Blair Outlines Plans to Slash Emissions Over 50 Years
ON, Feb. 24 — Prime Minister Tony Blair laid out ambitious plans today to fight global warming by cutting carbon dioxide emissions in Britain by 60 percent in the next five decades and gently criticized President Bush for failing to do more to combat the damaging effects of greenhouse gases.
Framing the issue of global warming as one of national security, Mr. Blair said the United States was wrong to back out of the Kyoto Protocol of 1997, which sought to minimize noxious carbon dioxide fumes. The Bush administration drew the ire of a number of industrialized nations when it backed out of the treaty, arguing that compliance would cost American businesses too much money.
But today, in clear disagreement with Britain's foreign policy ally, Mr. Blair said economic growth and environmental awareness can coexist.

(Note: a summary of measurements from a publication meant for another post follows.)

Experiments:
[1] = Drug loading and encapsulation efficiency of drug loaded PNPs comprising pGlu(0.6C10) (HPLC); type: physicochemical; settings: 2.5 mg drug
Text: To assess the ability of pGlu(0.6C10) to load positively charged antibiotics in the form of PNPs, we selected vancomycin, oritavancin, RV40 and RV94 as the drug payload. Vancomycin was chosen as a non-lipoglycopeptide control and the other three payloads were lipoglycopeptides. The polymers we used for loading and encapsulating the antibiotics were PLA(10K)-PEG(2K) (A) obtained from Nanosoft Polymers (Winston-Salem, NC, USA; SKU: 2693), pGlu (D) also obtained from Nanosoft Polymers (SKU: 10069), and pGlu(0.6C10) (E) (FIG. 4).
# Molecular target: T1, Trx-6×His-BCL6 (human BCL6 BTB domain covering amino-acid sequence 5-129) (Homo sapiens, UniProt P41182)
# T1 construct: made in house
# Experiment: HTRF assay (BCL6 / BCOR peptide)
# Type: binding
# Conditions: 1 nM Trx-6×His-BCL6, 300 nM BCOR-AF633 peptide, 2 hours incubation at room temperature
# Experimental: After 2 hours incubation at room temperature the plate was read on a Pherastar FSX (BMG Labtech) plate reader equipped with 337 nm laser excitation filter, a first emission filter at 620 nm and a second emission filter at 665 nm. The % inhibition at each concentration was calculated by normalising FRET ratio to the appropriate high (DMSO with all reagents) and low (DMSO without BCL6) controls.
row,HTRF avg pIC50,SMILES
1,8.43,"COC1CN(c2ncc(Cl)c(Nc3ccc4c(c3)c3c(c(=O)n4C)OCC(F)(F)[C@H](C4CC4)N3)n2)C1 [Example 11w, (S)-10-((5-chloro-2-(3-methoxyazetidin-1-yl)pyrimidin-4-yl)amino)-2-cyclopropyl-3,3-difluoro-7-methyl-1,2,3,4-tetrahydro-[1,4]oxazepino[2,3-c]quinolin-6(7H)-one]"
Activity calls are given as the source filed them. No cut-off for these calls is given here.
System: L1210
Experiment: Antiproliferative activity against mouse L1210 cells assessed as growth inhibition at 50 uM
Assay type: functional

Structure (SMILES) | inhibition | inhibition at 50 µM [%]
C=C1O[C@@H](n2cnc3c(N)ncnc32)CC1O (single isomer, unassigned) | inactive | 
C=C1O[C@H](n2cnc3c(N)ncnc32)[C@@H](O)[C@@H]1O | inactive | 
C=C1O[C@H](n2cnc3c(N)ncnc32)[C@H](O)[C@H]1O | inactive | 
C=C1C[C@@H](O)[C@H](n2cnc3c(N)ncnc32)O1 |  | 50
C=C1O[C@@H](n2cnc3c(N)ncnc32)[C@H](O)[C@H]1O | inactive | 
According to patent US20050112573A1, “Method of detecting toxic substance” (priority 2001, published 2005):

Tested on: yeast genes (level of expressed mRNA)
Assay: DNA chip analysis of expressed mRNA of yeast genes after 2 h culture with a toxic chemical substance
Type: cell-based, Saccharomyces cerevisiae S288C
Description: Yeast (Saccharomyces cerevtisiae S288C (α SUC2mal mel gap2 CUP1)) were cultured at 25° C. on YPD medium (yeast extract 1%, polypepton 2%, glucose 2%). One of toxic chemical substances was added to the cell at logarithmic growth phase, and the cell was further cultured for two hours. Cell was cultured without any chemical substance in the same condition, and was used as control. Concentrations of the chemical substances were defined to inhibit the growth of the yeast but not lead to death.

"Even the Kyoto targets have proved controversial with some countries, notably America," Mr. Blair said at a conference on sustainable development here. "Many see it as a threat to the pursuit of economic growth. I believe this needn't be the case. If we harness new technology, the evidence is mounting that we can achieve a target of 60 percent, and at reasonable cost."
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